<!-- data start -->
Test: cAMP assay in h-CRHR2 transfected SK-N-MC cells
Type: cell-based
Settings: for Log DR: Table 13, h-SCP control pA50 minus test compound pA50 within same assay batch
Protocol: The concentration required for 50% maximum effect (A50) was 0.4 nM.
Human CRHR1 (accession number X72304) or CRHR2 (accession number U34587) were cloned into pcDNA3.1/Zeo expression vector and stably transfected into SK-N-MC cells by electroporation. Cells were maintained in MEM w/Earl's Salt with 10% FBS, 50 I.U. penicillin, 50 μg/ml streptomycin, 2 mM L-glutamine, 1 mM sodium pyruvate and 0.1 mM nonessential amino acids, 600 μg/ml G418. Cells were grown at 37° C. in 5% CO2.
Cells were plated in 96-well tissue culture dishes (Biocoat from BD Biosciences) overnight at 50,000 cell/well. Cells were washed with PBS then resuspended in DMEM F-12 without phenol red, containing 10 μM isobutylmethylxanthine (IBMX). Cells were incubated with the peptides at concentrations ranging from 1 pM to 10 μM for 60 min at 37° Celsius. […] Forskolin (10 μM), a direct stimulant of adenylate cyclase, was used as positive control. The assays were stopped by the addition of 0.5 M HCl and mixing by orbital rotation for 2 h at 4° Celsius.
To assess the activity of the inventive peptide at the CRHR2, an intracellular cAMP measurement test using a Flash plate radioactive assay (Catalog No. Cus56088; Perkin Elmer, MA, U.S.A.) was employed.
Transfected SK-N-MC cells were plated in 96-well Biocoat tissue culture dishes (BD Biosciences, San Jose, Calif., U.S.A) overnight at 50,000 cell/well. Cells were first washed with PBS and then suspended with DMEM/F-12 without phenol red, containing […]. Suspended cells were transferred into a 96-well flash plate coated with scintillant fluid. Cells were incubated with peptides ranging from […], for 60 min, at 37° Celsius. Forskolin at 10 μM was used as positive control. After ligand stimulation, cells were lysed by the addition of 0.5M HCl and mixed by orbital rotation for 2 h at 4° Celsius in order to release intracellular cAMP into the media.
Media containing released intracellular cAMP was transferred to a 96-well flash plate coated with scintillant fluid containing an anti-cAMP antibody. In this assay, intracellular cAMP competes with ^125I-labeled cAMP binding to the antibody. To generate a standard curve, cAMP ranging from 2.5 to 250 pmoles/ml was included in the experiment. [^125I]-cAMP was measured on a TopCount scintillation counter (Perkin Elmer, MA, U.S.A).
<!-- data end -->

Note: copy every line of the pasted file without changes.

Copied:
Test: cAMP assay in h-CRHR2 transfected SK-N-MC cells
Type: cell-based
Settings: for Log DR: Table 13, h-SCP control pA50 minus test compound pA50 within same assay batch
Protocol: The concentration required for 50% maximum effect (A50) was 0.4 nM.
Human CRHR1 (accession number X72304) or CRHR2 (accession number U34587) were cloned into pcDNA3.1/Zeo expression vector and stably transfected into SK-N-MC cells by electroporation. Cells were maintained in MEM w/Earl's Salt with 10% FBS, 50 I.U. penicillin, 50 μg/ml streptomycin, 2 mM L-glutamine, 1 mM sodium pyruvate and 0.1 mM nonessential amino acids, 600 μg/ml G418. Cells were grown at 37° C. in 5% CO2.
Cells were plated in 96-well tissue culture dishes (Biocoat from BD Biosciences) overnight at 50,000 cell/well. Cells were washed with PBS then resuspended in DMEM F-12 without phenol red, containing 10 μM isobutylmethylxanthine (IBMX). Cells were incubated with the peptides at concentrations ranging from 1 pM to 10 μM for 60 min at 37° Celsius. […] Forskolin (10 μM), a direct stimulant of adenylate cyclase, was used as positive control. The assays were stopped by the addition of 0.5 M HCl and mixing by orbital rotation for 2 h at 4° Celsius.
To assess the activity of the inventive peptide at the CRHR2, an intracellular cAMP measurement test using a Flash plate radioactive assay (Catalog No. Cus56088; Perkin Elmer, MA, U.S.A.) was employed.
Transfected SK-N-MC cells were plated in 96-well Biocoat tissue culture dishes (BD Biosciences, San Jose, Calif., U.S.A) overnight at 50,000 cell/well. Cells were first washed with PBS and then suspended with DMEM/F-12 without phenol red, containing […]. Suspended cells were transferred into a 96-well flash plate coated with scintillant fluid. Cells were incubated with peptides ranging from […], for 60 min, at 37° Celsius. Forskolin at 10 μM was used as positive control. After ligand stimulation, cells were lysed by the addition of 0.5M HCl and mixed by orbital rotation for 2 h at 4° Celsius in order to release intracellular cAMP into the media.
Media containing released intracellular cAMP was transferred to a 96-well flash plate coated with scintillant fluid containing an anti-cAMP antibody. In this assay, intracellular cAMP competes with ^125I-labeled cAMP binding to the antibody. To generate a standard curve, cAMP ranging from 2.5 to 250 pmoles/ml was included in the experiment. [^125I]-cAMP was measured on a TopCount scintillation counter (Perkin Elmer, MA, U.S.A).